A critical analysis of the role of disclosure in strengthening corporate governance and accountability.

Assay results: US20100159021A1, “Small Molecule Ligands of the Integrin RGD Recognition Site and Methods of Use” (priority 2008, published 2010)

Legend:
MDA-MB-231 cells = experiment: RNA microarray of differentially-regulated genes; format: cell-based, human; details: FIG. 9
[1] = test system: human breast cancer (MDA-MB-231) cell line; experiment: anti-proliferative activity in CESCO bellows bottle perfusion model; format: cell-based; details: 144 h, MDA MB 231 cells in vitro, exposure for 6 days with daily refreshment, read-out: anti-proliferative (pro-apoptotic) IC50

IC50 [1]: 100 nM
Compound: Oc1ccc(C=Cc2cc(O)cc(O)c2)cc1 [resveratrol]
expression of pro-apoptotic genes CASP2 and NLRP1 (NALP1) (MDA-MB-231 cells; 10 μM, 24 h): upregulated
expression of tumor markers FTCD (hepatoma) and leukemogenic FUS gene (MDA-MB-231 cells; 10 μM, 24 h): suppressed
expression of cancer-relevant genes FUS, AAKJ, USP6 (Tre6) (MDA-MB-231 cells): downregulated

This dissertation critically analyses the role of disclosure in strengthening corporate governance and accountability to determine whether a prescriptive system of disclosure is of greater efficacy than a voluntary regime. The research undertaken has been done on a qualitative and theory building basis. The purpose of the study is to examine how current and future legal reform can curb corporate governance shortcomings and contribute to a new more dependable mode of corporate governance. This requires a comparative analysis of the South African and English models which are voluntary ('comply or explain') regimes compared to the prescriptive American model of corporate governance ('comply or else'). The foundational basis, definition and jurisdictional evolution of corporate governance is examined and analysed to ascertain the role of disclosure in relation to good governance. To facilitate this investigation a critical review of the legislative framework and reforms enacted locally (and offshore where applicable) is also undertaken. Disclosure as a concept is probed in terms of both a mandatory disclosure and voluntary disclosure regime to determine the more prudent mode of dissemination and how it impacts the efficacy of corporate governance and accountability. To ensure a holistic VIew of the role of disclosure is comprehensively critiqued its influence on corporate social responsibility is embarked upon. It is contextualized against the shareholder (contractarian) theory of governance versus that of the stakeholder (communitarian) theory of governance. This will involve a study of the competing requirements of disclosure in terms of these two theories and its impact on securing accountability. The tenuous relationship between shareholders and directors is considered to determine whether corporate governance regimes safeguard shareholder rights and how these measures contribute to strengthening governance. The codified role of directors in enhancing disclosure to shareholders is also undertaken. To exatrune the interplay between these concepts corporate governance failures are dissected to determine the shortcomings of disclosure practice. The recommendation of this dissertation is that a mandatory disclosure regime is of greater efficacy in strengthening corporate governance and accountability but to remedy recurring corporate governance shortcomings a disclosure regime that is holistic and principles based is required. It should also be supported by a dedicated and empowered regulatory system with sufficient penal measures to curb fraudulent behaviour but sufficient flexibility so as not to curtail industrial fortitude.